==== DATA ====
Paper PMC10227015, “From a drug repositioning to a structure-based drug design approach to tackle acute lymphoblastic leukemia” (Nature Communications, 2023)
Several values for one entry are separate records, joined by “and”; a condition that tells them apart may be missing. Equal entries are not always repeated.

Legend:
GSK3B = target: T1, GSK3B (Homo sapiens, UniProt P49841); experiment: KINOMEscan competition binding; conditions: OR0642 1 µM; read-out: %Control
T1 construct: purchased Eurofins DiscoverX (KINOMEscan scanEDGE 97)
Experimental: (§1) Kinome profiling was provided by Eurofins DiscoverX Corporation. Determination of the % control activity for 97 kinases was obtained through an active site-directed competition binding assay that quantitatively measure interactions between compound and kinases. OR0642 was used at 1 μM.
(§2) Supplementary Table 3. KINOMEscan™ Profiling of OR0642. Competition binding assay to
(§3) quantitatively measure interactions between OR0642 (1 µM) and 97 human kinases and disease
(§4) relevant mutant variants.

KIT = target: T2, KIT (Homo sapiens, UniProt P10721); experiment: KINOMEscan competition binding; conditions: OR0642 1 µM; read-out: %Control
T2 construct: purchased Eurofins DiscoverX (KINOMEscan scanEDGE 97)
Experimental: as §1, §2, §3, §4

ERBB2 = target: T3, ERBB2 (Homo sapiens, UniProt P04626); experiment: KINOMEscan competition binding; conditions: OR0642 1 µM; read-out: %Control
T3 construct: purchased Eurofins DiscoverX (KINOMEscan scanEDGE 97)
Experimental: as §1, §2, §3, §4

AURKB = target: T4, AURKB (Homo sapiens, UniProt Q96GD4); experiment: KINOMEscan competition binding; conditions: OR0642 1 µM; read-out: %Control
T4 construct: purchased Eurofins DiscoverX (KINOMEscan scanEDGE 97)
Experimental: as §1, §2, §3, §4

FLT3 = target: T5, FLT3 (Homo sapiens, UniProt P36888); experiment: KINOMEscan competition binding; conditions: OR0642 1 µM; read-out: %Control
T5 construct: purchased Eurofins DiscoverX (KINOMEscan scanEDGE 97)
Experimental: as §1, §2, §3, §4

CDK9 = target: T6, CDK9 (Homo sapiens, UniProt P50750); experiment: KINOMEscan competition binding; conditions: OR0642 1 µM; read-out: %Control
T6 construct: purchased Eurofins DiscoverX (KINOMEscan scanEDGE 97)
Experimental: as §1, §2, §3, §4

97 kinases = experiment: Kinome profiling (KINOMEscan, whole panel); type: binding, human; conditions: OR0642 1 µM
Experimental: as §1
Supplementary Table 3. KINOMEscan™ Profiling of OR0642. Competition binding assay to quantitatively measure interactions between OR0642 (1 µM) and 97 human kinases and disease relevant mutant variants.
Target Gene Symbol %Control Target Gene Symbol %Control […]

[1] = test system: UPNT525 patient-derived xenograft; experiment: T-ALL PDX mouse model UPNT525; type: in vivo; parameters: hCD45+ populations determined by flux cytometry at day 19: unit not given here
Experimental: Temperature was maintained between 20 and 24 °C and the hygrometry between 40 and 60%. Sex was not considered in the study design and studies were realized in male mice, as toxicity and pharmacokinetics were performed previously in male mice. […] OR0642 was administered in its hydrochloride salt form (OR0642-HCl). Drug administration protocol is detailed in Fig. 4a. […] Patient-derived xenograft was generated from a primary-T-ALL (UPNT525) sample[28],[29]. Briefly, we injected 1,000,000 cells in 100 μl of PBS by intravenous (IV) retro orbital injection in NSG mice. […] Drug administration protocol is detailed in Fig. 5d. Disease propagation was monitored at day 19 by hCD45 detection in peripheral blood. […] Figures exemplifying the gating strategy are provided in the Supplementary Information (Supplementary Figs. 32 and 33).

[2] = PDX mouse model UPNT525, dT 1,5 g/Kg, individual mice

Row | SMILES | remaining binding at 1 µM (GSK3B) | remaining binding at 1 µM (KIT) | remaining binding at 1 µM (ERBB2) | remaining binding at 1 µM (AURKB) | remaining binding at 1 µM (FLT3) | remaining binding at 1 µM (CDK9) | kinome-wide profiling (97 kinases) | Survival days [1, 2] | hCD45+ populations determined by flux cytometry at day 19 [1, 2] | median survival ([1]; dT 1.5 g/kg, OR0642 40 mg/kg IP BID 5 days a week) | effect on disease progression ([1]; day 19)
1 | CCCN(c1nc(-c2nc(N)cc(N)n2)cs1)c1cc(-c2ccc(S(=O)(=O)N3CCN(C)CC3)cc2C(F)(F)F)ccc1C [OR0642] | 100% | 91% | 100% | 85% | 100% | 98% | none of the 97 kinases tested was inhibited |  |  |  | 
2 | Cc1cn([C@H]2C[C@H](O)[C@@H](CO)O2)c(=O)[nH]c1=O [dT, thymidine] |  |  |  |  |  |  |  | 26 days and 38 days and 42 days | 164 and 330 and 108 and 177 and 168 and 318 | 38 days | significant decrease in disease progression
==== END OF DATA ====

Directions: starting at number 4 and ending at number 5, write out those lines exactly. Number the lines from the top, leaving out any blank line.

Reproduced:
GSK3B = target: T1, GSK3B (Homo sapiens, UniProt P49841); experiment: KINOMEscan competition binding; conditions: OR0642 1 µM; read-out: %Control
T1 construct: purchased Eurofins DiscoverX (KINOMEscan scanEDGE 97)